4 min read

The Top 3 Trends Shaping the Banking Industry in 2023

Exploring three pivotal banking trends through Trendtracker's lens, we delve into virtual economies, open banking, and decentralised finance, highlighting their impact and strategic implications for the banking industry.

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October 25, 2023
4 min read

First things first

We’re outlining 3 banking trends to watch in Banking viewed through the lens of our Trendtracker SaaS. It's important to outline that throughout this article, we're sometimes mentioning TSI.

TSI: Trend Strength Index represents a trend's current 12-month average strength on a scale from 0 (minimum value) to 10 (maximum value). We applied TSI for the banking Industry, meaning the TSI might differ for other industries. We developed this to help companies make data-driven strategy decisions.

1. Emerging trend: virtual economy

What is a virtual economy?

A virtual economy, also referred to as a synthetic economy, is an economy that exists in a virtual world. It involves the exchange of virtual goods, predominantly in the context of online games, particularly in massively multiplayer online games (MMOs).

What's the trend showing?

According to Trendtracker, the trend index (TSI) for virtual economies in banking is currently at a low 3.2 (out of 10). This is typical for a trend that has not yet reached full maturity or may never do so. However, there are signs of potential growth as the trend velocity is rapidly increasing.

TSI Evolution for Virtual Economy in the Banking Industry

What strategies should banks and financial institutions follow?

Firstly, virtual economies allow banks to reach the unbanked population. By establishing a brand presence and relationship with primarily Generation Z, banks can access a customer base that is traditionally difficult to reach through traditional banking services. With proper understanding and execution, this can lead to a significant increase in business leads.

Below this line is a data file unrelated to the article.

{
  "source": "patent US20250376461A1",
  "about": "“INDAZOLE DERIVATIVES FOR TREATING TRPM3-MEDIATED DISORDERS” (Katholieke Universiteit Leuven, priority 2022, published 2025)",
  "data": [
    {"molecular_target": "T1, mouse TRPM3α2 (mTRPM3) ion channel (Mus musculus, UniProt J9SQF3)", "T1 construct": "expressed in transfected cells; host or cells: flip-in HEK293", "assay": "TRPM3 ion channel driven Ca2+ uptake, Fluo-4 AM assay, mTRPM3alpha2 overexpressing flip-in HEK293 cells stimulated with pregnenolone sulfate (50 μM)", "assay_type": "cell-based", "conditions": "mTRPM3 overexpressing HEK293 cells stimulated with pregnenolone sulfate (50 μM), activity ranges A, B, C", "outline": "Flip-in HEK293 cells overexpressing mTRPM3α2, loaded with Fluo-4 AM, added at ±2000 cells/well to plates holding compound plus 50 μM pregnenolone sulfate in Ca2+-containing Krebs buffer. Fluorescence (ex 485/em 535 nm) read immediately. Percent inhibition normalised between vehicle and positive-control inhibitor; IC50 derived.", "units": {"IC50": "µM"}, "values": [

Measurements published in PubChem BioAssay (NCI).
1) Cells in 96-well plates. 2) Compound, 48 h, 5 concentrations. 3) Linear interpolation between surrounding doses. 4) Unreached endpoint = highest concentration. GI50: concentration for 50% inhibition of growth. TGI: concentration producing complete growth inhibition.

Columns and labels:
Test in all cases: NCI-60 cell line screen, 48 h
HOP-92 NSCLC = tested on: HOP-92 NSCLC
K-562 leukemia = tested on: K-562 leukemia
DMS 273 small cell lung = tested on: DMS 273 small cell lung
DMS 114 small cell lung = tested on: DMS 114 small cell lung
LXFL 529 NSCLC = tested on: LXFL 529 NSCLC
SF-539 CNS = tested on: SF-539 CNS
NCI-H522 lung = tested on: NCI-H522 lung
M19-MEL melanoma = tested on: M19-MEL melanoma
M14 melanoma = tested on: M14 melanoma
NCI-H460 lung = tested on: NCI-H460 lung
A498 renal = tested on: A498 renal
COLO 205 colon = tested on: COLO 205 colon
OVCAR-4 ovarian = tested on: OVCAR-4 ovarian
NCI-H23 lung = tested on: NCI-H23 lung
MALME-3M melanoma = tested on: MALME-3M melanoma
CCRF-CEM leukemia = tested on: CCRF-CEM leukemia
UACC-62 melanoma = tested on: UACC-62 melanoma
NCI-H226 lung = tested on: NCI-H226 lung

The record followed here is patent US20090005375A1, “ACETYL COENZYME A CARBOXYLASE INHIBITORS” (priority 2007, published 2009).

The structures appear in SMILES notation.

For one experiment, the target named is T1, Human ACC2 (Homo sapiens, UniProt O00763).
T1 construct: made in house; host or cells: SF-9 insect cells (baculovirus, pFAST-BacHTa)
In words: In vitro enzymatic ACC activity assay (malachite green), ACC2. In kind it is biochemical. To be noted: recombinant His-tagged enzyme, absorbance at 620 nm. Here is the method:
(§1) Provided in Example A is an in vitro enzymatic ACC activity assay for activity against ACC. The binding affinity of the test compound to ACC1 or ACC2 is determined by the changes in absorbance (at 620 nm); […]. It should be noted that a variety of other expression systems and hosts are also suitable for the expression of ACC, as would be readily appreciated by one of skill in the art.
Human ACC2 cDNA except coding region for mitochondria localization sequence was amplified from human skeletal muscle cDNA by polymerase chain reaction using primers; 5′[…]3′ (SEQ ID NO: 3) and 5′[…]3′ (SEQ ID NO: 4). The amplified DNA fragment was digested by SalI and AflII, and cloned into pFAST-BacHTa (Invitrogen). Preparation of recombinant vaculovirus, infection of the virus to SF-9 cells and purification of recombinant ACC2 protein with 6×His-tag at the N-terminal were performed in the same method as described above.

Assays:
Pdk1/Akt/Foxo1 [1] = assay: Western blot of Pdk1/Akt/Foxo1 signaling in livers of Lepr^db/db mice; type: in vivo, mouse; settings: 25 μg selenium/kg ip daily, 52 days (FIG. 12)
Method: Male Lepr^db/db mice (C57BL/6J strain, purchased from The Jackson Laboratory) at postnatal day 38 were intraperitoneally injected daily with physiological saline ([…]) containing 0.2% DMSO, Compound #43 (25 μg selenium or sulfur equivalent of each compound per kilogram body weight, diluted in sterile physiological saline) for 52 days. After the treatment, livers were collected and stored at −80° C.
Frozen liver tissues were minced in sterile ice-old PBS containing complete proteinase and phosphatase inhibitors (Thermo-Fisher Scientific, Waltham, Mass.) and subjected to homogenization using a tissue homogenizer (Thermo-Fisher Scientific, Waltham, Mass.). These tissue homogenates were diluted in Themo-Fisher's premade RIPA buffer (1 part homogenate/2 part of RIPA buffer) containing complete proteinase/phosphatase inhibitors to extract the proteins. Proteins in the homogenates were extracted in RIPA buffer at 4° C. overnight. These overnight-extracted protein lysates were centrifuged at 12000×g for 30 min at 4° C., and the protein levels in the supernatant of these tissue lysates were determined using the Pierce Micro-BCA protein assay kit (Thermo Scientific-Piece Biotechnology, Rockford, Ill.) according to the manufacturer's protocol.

Secondly, virtual economies allow banks to offer services within the virtual economy. A virtual economy, like cryptocurrency, can create new business models, such as secure storage and exchange platforms, for banks. Institutions experienced in regulation can address challenges in emerging areas like cryptocurrencies and virtual economies.

2. Established trend: Open banking

What is Open banking?

Open Banking is a system that enables the sharing of customer financial data across different financial institutions and products. This is accomplished using Application Programming Interfaces (APIs) and other technology solutions. The main objective of Open Banking is to create a more competitive market by allowing third-party providers to access customer data and offer financial products and services.

What is the trend showing?

Trendtracker’s TSI is 9.2 and has been taking off since 2016. TSI is determined by applying AI and NLP to millions of documents, patents, and articles, … and applying it to a specific industry.

The chart shows open banking is nothing new under the sun, but if we apply velocity to this trend, we notice a clear take-off.

TSI Evolution of Open Banking in the Banking Industry

One of the major outcomes of Open Banking has been the development of "super apps" within the banking industry. A super app is a comprehensive platform beyond traditional banking services, offering a range of products and services in a single, integrated platform. This trend is driven by consumer demand for a more convenient and streamlined experience and banks' efforts to stay competitive in a rapidly evolving market.